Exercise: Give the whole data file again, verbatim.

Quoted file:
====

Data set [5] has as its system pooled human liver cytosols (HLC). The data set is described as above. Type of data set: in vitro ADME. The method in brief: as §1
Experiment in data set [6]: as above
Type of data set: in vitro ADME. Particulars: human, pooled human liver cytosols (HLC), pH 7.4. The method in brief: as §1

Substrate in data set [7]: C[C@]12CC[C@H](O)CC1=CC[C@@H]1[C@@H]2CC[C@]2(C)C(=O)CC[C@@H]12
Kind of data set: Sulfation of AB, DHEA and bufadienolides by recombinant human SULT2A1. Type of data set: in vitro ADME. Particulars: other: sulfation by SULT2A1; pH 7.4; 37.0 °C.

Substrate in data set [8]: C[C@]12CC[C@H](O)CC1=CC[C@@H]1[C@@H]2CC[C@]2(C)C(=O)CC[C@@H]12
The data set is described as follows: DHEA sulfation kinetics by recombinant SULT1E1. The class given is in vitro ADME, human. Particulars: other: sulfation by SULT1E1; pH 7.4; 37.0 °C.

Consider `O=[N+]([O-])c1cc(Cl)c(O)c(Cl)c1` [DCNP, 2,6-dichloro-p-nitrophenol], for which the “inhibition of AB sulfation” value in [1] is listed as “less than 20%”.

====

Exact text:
Data set [5] has as its system pooled human liver cytosols (HLC). The data set is described as above. Type of data set: in vitro ADME. The method in brief: as §1
Experiment in data set [6]: as above
Type of data set: in vitro ADME. Particulars: human, pooled human liver cytosols (HLC), pH 7.4. The method in brief: as §1

Substrate in data set [7]: C[C@]12CC[C@H](O)CC1=CC[C@@H]1[C@@H]2CC[C@]2(C)C(=O)CC[C@@H]12
Kind of data set: Sulfation of AB, DHEA and bufadienolides by recombinant human SULT2A1. Type of data set: in vitro ADME. Particulars: other: sulfation by SULT2A1; pH 7.4; 37.0 °C.

Substrate in data set [8]: C[C@]12CC[C@H](O)CC1=CC[C@@H]1[C@@H]2CC[C@]2(C)C(=O)CC[C@@H]12
The data set is described as follows: DHEA sulfation kinetics by recombinant SULT1E1. The class given is in vitro ADME, human. Particulars: other: sulfation by SULT1E1; pH 7.4; 37.0 °C.

Consider `O=[N+]([O-])c1cc(Cl)c(O)c(Cl)c1` [DCNP, 2,6-dichloro-p-nitrophenol], for which the “inhibition of AB sulfation” value in [1] is listed as “less than 20%”.